In its first, China on Friday finally admitted that four People’s Liberation Army (PLA) soldiers lost were killed in the Galwan Valley faceoff. The four soldiers also include one soldier who lost his life during a rescue mission near the Line of Actual country in June last year.

The news broke days after China and India agreed with a disengagement plan and a day after the before and after satellite images of China dismantling its establishments on Pang Tso bank were revealed. Major news outlets around the world are citing the Chinese military news mouthpiece named PLA daily’s update.

According to the news outlet, the “heroic” Chinese soldiers who gave away their “youth, blood and life” to the region are Chen Hongjun, Chen Xiangrong, Xiao Siyuan and Wang Zhuoran. These soldiers are all given posthumous awards.

According to Reuters, Hongjun was awarded the title of “Guardian of the Frontier Hero”. The other three soldiers were also conferred with first-class merit citations.

Qi Fabao, the regimental commander for the PLA’s Xinjiang Military Command was awarded the title of “Hero regimental commander” for defending the border. According to Chinese news outlets, Qi “sustained head injury” during the clash.

The news outlet also stated that Wang Zhuoran lost his life after drowning in the icy waters of Ladakh waters as he tried crossing a river to reach his fellow army men. It should be noted that China for the longest time kept mum about the details of the Indo-China faceoff and never disclosed any details as to the casualties it suffered during the clash.

Why was the Galwan Valley face-off so monumental? 

The Galwan Valley Indo-China face-off was written with red ink in the history books for some very specific reasons. It was the first time after the India-China 1962 War that soldiers from either side died in the border clashes that have occurred frequently along the border in the Ladakh region. The last military engagement the two sides were a part of was in 1967 at Sikkim. During that engagement, both sides registered a heavy number of casualties. Indian side suffered the loss of 88 Indian soldiers whereas China lost 300 soldiers in the engagement.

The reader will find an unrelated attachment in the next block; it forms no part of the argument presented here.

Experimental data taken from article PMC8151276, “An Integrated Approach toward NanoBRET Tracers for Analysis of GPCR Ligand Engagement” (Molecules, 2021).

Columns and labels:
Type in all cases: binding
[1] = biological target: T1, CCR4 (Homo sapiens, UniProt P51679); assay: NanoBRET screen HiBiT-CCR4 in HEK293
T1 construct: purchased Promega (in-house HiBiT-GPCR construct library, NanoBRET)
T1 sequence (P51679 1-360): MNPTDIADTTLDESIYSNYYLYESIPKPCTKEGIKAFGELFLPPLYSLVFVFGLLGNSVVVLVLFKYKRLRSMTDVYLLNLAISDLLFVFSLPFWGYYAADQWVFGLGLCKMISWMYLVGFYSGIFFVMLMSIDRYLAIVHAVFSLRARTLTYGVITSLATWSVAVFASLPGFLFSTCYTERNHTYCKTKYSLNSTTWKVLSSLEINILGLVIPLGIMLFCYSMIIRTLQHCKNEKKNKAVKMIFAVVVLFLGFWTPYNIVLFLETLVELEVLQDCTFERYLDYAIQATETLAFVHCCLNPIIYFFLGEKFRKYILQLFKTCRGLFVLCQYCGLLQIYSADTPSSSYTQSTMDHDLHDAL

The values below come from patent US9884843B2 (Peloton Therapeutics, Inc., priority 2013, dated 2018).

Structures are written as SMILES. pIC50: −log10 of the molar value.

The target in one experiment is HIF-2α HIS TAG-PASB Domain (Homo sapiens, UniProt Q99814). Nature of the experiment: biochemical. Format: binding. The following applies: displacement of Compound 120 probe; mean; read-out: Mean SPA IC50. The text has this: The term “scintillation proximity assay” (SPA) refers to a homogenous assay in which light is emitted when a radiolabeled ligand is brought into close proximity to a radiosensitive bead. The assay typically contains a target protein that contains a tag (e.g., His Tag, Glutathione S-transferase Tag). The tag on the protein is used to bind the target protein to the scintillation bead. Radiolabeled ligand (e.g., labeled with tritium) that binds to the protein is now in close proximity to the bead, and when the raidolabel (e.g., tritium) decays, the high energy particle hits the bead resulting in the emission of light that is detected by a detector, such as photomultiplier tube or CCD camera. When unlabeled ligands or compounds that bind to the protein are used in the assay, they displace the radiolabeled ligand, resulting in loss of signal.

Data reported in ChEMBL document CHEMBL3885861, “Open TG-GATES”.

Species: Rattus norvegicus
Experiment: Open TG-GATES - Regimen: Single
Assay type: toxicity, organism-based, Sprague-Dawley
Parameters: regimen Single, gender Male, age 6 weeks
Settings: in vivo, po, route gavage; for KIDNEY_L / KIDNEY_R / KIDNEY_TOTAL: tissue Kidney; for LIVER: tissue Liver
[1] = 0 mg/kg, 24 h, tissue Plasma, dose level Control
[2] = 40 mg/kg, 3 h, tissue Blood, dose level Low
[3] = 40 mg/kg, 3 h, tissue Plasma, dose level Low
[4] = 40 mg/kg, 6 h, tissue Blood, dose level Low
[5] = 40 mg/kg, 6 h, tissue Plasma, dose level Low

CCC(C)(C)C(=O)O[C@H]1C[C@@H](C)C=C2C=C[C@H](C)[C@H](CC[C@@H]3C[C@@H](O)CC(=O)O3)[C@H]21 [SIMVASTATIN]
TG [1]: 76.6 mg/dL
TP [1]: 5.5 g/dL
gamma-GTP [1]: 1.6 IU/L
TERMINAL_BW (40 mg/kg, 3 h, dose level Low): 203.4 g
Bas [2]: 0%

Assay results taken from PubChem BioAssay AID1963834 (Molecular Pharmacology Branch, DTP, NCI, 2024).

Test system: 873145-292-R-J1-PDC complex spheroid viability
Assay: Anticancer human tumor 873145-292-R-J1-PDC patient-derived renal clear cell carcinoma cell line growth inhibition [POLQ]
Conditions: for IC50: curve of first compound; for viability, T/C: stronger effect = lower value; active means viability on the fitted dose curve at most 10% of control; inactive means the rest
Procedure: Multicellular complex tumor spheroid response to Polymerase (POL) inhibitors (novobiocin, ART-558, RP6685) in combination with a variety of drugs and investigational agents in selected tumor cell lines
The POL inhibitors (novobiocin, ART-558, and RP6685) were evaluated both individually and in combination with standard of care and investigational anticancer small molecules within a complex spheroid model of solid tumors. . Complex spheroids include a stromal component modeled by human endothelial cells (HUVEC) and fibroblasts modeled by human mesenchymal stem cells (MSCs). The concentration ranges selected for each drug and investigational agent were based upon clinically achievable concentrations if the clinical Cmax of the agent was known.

These incidents were prior to the various peace and tranquility agreement both sides signed since 1993.

What really happened during the Galwan valley face-off? 

In May 2020, tensions were running high in the Ladakh region with soldiers and military equipment being deployed by both sides along the Line of Actual Control (LAC). According to reports, the Chinese soldiers had intercepted the perceived Indian side of the LAC. To de-escalate the tensions, a meeting at the level of Corps Commanders took place on June 6. Local military commanders of both sides agreed on a disengagement process.

As part of the disengagement process, a buffer zone was decided between the LAC and the junction of the Shyok and Galwan rivers. This buffer zone was agreed upon by both sides to avoid any potential faceoff between armies. As the first step of the process, both armies were to move back by one kilometer each in the area.

However, Colonel B Santosh Babu, who was responsible for monitoring the process, observed a Chinese camp was still not taken down in the area. When he went to get it removed, it triggered an event that would later turn into a bloody skirmish. Fisticuffs and blows were exchanged by both sides in the face-off that lasted six hours. Soldiers from both sides were pushed by one another into the fast-flowing Galwan. Reinforcements were called for during the skirmish with the Chinese side apparently using stones, sticks laden with nails to fight with Indian soldiers.

An evacuation mission could only happen one day after the skirmish, i.e., on June 16.

Why were the soldiers not carrying any arms? 

Foreign Minister S Jaishankar faced a similar question from the Opposition in the parliament. In his response, Jaishankar said, “All troops on border duty always carry arms, especially when leaving the post. Those at Galwan on 15 June did so. Long-standing practice (as per 1996 & 2005 agreements) not to use firearms during faceoffs”.

The 1996 Agreement that Mr. Jaishankar spoke of is a military confidence-building agreement which states: “Neither side shall open fire, cause bio-degradation, use hazardous chemicals, conduct blast operations or hunt with guns or explosives within two kilometres from the line of actual control.”

The Aftermath of the Galwan Valley face-off 

The Galwan Valley skirmish sparked a tense stand-off between the two nuclear-armed sides. Both sides bolstered their forces along their sides of the border for the months to come. The face-off was also followed by several military and diplomatic round of talks that ended in stalemate.

Ultimately, both sides settled on an agreement in February this year. Indian Defence Minister Rajnath Singh announced the same in the Parliament proceedings where he said that both sides have agreed upon a mutual disengagement plan. The defence minister said that troops from both sides will be pulled back in a “phased, coordinated and verified manner”.